The Hazards of Pool Fiberglass

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Fiberglass pools can peel, crack and develop leak problems.

Fiberglass is a popular option for many residential pools. Although it costs much more than vinyl liners and often more than concrete options, fiberglass comes in set forms that are easy to install and often include lighting fixtures and all the plumbing necessary for the pool. The fiberglass sides of the pool resist wear well and require less use of chemicals than other options. However, fiberglass pools also have some hazards associated with them.



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Where fiberglass meets a tile line or concrete edge, there is some danger of the fiberglass fibers peeling away, especially with constant exposure to both water and warm air. As this fiberglass peels it can float away on the pool where it becomes a cutting or ingestion hazard--or it can work its way into the soil, which is also undesirable. High-quality pools do not tend to have this problem, but cheaper fiberglass pools can peel, especially at the edges.

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Landscaping Problems

Installers cannot mold fiberglass pools to a particular design; homeowners must choose from the set shapes available. Problems occur when homeowners try to work a fiberglass pool into a landscaping design where it will not fit, where the customizable concrete pool would be a better fit. Fiberglass pools can prevent plant roots from developing properly if installer place them too close to growing areas, and digging for a misplaced pool may cause piping or sprinkler system damage and contamination.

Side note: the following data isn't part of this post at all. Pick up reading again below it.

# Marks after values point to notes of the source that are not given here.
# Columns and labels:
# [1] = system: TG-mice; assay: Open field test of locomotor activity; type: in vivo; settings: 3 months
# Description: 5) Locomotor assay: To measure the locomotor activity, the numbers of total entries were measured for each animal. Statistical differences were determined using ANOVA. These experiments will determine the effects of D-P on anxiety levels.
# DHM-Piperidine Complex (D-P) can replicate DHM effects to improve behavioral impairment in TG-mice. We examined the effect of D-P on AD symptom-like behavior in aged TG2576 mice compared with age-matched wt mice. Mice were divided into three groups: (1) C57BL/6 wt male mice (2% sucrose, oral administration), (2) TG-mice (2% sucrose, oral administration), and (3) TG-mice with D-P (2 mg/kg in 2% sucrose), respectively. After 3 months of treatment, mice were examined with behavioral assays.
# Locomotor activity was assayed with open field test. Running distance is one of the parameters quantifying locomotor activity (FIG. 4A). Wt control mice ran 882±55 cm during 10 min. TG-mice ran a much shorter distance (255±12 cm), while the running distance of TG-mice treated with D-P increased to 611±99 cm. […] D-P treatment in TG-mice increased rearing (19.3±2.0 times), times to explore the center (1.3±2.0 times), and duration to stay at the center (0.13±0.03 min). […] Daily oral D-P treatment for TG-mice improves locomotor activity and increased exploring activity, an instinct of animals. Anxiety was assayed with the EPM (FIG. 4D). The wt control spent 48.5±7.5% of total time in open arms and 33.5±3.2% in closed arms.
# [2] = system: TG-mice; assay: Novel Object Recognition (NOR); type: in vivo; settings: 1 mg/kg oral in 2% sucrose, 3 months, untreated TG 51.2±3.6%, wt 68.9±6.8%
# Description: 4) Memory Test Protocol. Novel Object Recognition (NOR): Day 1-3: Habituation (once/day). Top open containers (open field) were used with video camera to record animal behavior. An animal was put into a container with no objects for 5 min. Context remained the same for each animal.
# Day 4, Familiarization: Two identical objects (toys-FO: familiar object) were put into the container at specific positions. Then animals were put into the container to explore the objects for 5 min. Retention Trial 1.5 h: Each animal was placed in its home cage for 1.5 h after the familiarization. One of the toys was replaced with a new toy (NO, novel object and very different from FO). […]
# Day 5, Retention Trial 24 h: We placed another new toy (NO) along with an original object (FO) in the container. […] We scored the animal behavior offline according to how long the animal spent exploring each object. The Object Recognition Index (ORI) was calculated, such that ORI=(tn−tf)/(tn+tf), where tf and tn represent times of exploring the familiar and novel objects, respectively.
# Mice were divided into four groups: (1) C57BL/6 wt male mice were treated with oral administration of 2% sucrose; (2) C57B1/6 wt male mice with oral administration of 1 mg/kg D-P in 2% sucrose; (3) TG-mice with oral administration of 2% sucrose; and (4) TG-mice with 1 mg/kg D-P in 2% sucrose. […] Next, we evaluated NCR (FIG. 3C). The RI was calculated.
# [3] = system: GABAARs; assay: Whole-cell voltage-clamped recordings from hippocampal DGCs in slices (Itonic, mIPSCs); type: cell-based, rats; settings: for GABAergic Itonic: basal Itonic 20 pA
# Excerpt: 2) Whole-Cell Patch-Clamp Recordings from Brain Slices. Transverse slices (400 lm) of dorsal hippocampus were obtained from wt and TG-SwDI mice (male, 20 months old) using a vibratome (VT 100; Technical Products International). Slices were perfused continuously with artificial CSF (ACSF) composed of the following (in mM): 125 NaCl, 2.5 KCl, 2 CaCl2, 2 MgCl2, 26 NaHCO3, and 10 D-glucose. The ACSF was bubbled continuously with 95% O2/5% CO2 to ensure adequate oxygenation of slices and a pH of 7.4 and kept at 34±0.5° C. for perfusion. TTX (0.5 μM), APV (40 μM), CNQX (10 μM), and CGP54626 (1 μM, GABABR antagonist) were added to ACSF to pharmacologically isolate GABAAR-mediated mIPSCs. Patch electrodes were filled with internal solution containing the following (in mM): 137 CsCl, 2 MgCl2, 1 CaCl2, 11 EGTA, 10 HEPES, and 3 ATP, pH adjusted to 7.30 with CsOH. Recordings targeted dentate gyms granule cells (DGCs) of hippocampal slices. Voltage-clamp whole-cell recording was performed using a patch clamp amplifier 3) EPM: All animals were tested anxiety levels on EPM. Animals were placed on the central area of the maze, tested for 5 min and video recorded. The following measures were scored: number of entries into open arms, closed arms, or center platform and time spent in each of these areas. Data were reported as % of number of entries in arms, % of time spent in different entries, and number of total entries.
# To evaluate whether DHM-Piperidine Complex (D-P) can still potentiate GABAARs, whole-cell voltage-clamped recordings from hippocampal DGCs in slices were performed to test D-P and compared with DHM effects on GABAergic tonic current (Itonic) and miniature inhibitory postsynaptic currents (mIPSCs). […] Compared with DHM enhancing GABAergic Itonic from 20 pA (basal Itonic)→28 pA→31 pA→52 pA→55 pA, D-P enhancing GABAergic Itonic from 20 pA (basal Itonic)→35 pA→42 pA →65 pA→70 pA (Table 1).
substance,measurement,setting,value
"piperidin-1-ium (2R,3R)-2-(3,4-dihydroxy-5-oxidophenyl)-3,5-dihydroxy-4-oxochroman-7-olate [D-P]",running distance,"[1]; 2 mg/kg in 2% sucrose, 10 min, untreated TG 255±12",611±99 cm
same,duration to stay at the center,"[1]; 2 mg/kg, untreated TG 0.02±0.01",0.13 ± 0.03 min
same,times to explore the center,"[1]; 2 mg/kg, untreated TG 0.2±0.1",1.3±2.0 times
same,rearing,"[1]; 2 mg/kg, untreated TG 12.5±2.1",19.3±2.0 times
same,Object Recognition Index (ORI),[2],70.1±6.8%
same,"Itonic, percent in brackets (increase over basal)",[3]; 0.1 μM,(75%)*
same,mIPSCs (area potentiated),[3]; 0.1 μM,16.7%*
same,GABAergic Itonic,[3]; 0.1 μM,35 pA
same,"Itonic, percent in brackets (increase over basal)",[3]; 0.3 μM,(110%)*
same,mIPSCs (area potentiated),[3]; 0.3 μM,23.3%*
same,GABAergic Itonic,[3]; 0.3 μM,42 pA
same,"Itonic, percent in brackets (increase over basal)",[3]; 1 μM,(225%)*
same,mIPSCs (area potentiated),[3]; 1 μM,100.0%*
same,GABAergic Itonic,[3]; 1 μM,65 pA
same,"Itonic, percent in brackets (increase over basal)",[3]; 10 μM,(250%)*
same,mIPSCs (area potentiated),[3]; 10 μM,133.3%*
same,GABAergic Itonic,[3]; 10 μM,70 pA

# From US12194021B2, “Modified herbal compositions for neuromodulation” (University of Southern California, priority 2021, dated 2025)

Fiberglass pools are coated in a gel-like paint designed to protect them. Over time, this gel layer tends to develop cracks, which can be caused by simple wear, highly acidic water, or even tree roots pushing up from the surface. Not only do these cracks raise the likelihood of leaks, but they can also scrape and cut sensitive feet if they grow sharp enough.


Underground Leaks

Sometimes homeowners have fiberglass pools placed on a sandy substrate or a similar type of dirt that eventually settles or sinks down during rainy seasons. This literally drags the pool down a little more into the ground--rarely enough to be perceptibly, but sometimes enough to damage the pool plumbing system. This leaks pool water and its toxic chemicals into the surrounding soil until homeowners have the leak repaired.



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